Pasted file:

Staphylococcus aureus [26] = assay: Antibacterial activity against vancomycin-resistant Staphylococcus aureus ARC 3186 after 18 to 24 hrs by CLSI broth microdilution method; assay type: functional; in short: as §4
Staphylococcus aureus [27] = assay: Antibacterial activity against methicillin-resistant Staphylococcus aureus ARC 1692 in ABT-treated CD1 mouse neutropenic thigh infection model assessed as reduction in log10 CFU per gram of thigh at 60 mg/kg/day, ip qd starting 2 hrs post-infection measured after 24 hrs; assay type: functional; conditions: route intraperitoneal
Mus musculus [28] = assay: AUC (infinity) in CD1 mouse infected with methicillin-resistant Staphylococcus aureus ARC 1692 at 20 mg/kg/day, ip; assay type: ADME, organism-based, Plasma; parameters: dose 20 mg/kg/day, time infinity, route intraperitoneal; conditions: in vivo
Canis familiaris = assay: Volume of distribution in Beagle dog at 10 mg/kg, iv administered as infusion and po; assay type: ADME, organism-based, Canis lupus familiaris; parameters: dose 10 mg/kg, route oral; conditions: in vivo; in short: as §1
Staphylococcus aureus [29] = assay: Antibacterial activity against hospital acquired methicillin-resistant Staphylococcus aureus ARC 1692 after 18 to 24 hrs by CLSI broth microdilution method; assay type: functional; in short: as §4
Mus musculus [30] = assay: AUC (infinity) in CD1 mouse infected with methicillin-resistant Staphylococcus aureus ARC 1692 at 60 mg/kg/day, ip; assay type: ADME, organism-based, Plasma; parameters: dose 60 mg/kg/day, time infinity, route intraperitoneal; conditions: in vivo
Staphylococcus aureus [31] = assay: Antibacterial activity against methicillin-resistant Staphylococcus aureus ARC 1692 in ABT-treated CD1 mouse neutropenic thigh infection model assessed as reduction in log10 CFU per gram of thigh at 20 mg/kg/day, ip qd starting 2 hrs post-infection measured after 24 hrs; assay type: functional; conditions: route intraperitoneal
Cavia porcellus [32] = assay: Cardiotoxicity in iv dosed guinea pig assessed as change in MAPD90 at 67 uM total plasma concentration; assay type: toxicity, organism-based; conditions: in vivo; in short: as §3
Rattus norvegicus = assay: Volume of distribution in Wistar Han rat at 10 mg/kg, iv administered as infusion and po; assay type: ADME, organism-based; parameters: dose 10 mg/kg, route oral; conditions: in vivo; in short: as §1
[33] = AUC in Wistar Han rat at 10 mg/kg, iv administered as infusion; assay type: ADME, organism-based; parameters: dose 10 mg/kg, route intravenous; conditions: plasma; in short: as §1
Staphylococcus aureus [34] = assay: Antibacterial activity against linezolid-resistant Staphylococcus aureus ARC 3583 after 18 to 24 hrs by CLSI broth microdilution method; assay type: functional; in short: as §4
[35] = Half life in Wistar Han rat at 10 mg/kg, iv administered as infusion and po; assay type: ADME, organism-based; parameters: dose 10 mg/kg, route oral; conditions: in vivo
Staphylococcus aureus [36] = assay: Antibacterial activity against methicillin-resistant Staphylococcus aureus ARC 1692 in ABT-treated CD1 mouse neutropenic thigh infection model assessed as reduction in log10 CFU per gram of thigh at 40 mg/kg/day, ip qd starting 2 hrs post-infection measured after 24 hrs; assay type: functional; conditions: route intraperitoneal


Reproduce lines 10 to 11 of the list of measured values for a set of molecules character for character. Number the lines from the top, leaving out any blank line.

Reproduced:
[33] = AUC in Wistar Han rat at 10 mg/kg, iv administered as infusion; assay type: ADME, organism-based; parameters: dose 10 mg/kg, route intravenous; conditions: plasma; in short: as §1
Staphylococcus aureus [34] = assay: Antibacterial activity against linezolid-resistant Staphylococcus aureus ARC 3583 after 18 to 24 hrs by CLSI broth microdilution method; assay type: functional; in short: as §4